32. The probe of claim 27, wherein the cancer is selected from prostate cancer, gastric cancer, lung cancer, leukemia, breast cancer, ovary cancer, brain tumor, soft tissue tumor, and kidney cancer.

33. 33-35. (canceled)

36. The method of claim 2, wherein the genes in the first and second groups constitute a fraction of the embryonic stem cell genes expressed in the tumor.

37. The method of claim 36, wherein said fraction is 20 per cent or less of the embryonic stem cell genes expressed in the tumor.

38. 38-42. (canceled)

Description:

FIELD OF THE INVENTION

The present invention relates to embryonic stem cell (ES) gene markers for use in diagnosis and prognosis of cancer, in particular prostate cancer.

BACKGROUND OF THE INVENTION

Gene expression profiling in cancer cells of various kind as well as in embryonic stem (ES) cells using high throughput DNA microarrays is known in the art. A direct link between tumor and ES cell expression signatures has however not been established.

Bioinformatic analyses based on published or unpublished high throughput proteomic data have not yet reached robust and high resolution as compared with high throughput DNA and RNA analyses. Bioinformatic analyses based on published and unpublished high throughput genome-scale DNA analyses provide a list of DNA markers in the form gene copy number changes (deletions, gains and amplifications), mutations and polymorphisms, and methylations. DNA is comparatively stable and easy to be handled in analytical process. However, these DNA changes have to be detected by different methods.

It is still an open question why cancer originating from the same kind of tissue progresses slowly in one person and rapidly in another. Recent expression profiling analyses have provided quite complete and specific molecular portraits of many cancers, especially of subtypes of a particular cancer differing in clinical outcome (1-4). Some studies even provided short lists of genes, the expression of which is predictive of the outcome of the respective cancer (5-6). These expression profiling results have led to further functional studies of selected markers or genes (7). However, in general, the selection of “important” genes is based on a pure statistical approach (8-9). Despite many new theories and methods trying to coup with the challenge of huge amounts of data-provided by high throughput experiments, the statistics in this field is still very much under development. Most studies therefore turn into a lottery from a list of “markers”, and their result is largely confined to a molecular phenotypic level (10).

Prostate cancer is a major cause of death worldwide in male adults. Accurately predicting the outcome of prostate cancer at an early stage of tumor development is crucial for providing the proper kind of treatment, and is still an unresolved question. The correct choice of treatment is most important in younger patients (11). It is estimated that of 232,090 American men with newly diagnosed prostate cancer in 2005, roughly 210,000 or approximately 90% will be diagnosed at an early stage with 100% survival for 5 years. In contrast, the estimated deaths from prostate cancer are much less, about 30,350 (12). Online data from the Swedish National Board of Health and Welfare have shown that 7,702 out of 4,427,107 Swedish men in 2001 had newly diagnosed prostate cancer. In a randomized clinical observation of 348 patients with early stage and well to moderately-well differentiated prostate cancer, 108 (31%) showed local progression, 54 (15.5%) had distant metastases and only 31 (8.9%) had deceased from prostate cancer after 8 years follow-up (13). Some early stage prostate cancers can be indolent during 8 years of follow-up and display accelerated progression later after a follow-up of more than 15 years. However, these late-progressive tumors only constitute up to 17% of all early stage cases (14). Current clinical diagnostic and prognostic methods can not accurately distinguish this small group of early stage cancer with aggressive potential from the more common less-aggressive early stage tumors (15).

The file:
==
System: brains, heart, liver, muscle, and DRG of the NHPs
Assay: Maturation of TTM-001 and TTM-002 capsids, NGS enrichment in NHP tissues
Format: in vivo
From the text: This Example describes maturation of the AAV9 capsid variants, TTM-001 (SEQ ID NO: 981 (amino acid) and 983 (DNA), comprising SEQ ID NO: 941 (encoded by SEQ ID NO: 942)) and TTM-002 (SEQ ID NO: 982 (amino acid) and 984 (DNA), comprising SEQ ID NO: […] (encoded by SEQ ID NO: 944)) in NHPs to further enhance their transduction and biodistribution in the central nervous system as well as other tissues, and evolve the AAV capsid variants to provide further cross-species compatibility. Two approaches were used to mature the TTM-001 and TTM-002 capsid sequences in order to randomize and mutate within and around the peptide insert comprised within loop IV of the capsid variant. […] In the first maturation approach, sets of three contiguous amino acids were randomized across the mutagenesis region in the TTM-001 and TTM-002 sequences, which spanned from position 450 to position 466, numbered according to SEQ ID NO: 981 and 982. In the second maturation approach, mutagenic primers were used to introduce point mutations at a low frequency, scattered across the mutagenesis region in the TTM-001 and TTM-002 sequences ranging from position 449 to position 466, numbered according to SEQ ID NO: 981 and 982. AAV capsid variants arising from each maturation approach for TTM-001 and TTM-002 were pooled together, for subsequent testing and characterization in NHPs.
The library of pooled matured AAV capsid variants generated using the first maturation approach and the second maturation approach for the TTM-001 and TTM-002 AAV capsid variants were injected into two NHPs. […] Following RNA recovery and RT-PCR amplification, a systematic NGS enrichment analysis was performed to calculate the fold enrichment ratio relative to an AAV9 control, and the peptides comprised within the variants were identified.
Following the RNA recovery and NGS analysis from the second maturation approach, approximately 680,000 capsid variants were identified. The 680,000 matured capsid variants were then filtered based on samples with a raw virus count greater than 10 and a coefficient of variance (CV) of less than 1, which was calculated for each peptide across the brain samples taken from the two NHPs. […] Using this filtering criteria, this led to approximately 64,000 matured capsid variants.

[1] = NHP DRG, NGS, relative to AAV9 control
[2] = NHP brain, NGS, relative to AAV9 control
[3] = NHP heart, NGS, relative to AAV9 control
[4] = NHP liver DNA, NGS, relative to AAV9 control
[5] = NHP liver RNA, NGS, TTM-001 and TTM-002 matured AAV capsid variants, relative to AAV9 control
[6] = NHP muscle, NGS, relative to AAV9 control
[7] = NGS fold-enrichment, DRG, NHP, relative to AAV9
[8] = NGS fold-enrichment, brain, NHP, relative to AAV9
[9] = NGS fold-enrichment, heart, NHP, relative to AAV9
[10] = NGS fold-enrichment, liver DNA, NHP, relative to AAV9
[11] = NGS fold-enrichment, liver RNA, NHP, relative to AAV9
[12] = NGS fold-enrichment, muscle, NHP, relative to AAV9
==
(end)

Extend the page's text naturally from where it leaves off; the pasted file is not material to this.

Humphrey P A has given a comprehensive review of Gleason grading and current status of clinical methods in diagnosis and prognosis of prostate cancer (15-16). Today, the Partin Table is the most widely used method for choosing proper treatment (17-18) integrating important clinical parameters to predict the pathological stage. Important parameters are Gleason score of needle core biopsy, serum PSA level and clinical stage. Of all parameters, cytological grade or Gleason grading of biopsy samples is currently the key method for confirming the diagnosis of prostate cancer, and has demonstrated strong association with cancer specific survival. However, Gleason grading is not satisfactory for predicting cancer outcome when tumors are small, in particular when tumors are moderately differentiated with a biopsy Gleason score 6, the most common Gleason sum in clinical biopsy cases (15). Quite often, a diagnosis of prostate cancer is uncertain due to insufficient, or lack of, malignant structures, rendering further prediction of cancer outcome impossible (15). Waiting time for capturing confirmative malignant structure by repeated biopsy procedures may miss the right time window to cure patients with life-threatening cancer at very early stage. On the other hand, uncertain outcome prediction causes reduction of life quality in patients with virtually harmless cancer when they are treated with radical surgery. There is currently a strong need for a new diagnostic and prognostic method that can complement and improve Gleason grading system in three aspects (19): firstly, it should directly reflect biological aggressiveness, i.e. be able to predict different outcome of tumors with the same Gleason grade, in particular tumors with Gleason score 6; secondly, it should apply to small biopsy samples; thirdly, it should be able to predict tumor aggressiveness using biopsy samples from cancerous prostate with insufficient malignant structure, overcoming problems with small tumors and heterogeneous tumors that limit the accuracy of histopathological evaluation of biopsy samples.